UniCredit returns to profit as bad loans fall
MILAN (Reuters) - UniCredit (CRDI.MI: Quote) returned to profit in the first quarter of the year and said bad loans had fallen for the first time since 2008 as the Italian economy shows the first signs of recovery.
Italy's biggest bank by assets beat analyst expectations with a net profit of 712 million euros ($979 million), up nearly 60 percent on a year earlier and compared with a consensus forecast of 550 million euros distributed by the bank.
UniCredit had posted a shock 14 billion-euro loss for 2013, the biggest ever for an Italian bank, after sweeping clean its balance sheet in preparation for a sector-wide health check by European regulators. In 2013 alone, the bank booked huge loan writedowns of 13.7 billion euros.
Italian banks have been struggling to keep a lid on mounting bad debts that have eaten into their capital base as the euro zone's third biggest economy grappled with the worst recession in 70 years.
While big banks UniCredit and Intesa Sanpaolo (ISP.MI: Quote) were able to absorb the full impact of the loan writedowns without additional fundraising, nine of the 15 banks in Italy being checked out by European regulators, mostly mid-sized lenders, have announced capital increases amounting to 11 billion euros.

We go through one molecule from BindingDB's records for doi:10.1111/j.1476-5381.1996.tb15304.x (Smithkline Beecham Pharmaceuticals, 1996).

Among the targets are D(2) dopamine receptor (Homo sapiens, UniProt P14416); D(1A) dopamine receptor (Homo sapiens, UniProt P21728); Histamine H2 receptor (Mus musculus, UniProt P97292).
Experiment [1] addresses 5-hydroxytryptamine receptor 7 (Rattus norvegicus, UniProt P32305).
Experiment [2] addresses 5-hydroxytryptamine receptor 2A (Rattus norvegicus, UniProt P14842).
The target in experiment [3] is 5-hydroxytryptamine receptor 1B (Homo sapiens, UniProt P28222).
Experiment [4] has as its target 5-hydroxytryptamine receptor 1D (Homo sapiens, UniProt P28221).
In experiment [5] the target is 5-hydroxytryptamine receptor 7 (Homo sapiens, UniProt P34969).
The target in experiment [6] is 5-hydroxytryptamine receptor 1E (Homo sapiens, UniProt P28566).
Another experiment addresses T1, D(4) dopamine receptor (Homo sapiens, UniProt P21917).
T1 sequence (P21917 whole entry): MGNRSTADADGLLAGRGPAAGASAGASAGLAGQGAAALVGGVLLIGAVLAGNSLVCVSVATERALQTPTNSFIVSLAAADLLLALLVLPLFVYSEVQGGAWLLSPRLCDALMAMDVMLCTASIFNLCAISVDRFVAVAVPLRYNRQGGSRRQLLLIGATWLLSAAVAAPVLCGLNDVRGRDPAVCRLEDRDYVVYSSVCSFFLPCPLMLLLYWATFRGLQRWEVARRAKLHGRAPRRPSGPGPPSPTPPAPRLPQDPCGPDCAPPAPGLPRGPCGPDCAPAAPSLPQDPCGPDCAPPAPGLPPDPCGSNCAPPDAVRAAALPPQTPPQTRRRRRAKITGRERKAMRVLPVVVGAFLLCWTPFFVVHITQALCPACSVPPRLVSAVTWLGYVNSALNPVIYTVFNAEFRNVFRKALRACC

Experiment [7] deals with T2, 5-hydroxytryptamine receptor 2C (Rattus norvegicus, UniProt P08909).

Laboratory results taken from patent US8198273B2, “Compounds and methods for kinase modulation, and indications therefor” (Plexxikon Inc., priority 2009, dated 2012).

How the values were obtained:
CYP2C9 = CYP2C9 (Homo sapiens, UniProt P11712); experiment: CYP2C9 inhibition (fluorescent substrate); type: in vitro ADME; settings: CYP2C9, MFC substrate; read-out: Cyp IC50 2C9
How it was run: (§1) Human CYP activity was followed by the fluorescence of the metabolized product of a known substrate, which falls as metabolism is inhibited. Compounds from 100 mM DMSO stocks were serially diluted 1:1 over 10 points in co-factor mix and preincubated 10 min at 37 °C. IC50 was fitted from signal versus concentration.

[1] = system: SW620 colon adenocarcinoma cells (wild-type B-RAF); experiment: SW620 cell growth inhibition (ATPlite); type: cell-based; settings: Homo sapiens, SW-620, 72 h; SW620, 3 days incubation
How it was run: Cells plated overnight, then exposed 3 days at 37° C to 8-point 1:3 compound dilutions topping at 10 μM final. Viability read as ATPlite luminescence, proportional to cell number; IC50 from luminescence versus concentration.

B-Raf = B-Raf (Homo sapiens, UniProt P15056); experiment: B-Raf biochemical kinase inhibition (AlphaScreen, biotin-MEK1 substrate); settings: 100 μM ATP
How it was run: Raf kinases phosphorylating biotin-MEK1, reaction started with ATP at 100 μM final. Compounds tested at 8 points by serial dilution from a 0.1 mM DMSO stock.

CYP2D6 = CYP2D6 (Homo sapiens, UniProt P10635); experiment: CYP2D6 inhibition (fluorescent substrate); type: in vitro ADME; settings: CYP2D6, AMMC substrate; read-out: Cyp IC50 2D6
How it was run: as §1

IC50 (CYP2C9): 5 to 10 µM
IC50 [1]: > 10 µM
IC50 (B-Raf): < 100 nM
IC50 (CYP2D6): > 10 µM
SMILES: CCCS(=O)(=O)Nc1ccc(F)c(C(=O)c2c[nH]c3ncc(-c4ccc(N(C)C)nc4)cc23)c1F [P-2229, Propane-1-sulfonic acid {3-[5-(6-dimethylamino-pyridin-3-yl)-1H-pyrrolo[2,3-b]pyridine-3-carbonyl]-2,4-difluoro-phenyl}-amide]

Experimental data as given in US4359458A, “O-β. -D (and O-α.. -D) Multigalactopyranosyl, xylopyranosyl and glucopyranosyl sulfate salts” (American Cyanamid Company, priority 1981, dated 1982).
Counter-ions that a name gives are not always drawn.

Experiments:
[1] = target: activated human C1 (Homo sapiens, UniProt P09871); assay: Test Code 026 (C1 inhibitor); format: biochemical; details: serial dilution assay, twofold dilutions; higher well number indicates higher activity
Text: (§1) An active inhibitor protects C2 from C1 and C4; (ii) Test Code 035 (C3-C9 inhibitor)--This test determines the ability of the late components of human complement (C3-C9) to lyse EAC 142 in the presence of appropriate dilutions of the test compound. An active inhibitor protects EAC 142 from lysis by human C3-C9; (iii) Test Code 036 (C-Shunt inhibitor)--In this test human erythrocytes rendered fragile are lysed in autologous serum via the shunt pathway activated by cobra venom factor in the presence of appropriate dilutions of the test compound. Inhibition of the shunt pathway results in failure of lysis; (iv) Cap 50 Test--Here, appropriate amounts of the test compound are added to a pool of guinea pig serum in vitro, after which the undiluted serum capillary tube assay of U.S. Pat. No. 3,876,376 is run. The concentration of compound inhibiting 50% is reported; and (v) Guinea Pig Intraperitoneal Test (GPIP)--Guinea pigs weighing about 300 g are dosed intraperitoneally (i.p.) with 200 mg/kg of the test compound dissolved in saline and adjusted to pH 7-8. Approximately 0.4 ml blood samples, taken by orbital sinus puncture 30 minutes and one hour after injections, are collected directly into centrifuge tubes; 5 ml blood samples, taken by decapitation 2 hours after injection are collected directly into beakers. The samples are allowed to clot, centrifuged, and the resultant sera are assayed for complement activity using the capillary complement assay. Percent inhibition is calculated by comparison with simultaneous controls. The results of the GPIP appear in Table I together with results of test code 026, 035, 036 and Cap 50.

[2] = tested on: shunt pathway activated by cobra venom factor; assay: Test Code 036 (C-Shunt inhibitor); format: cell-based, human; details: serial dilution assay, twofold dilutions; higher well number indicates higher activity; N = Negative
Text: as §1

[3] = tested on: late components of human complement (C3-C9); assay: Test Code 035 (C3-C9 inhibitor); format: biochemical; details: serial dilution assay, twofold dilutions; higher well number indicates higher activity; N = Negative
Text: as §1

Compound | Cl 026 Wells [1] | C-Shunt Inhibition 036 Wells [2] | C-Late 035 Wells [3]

UniCredit's strategy to aggressively write down the value of its soured loans in 2013 appeared to pay off in the first quarter, with bad loans falling for the first time in six years, by 1.3 percent quarter-on-quarter.
Charges against loan defaults - which are in any case seasonally weaker at the beginning of the year - fell 28.5 percent from a year earlier.
"This allows us to look at the future with confidence, with the belief that we are best positioned to support the economic recovery that is staring to materialize," CEO Federico Ghizzoni said in a statement.
New loans in its Italian home base - where UniCredit earns around 40 percent of its revenues - rose 63 percent from a year earlier after years of tight credit availability and weak loan demand. Continued...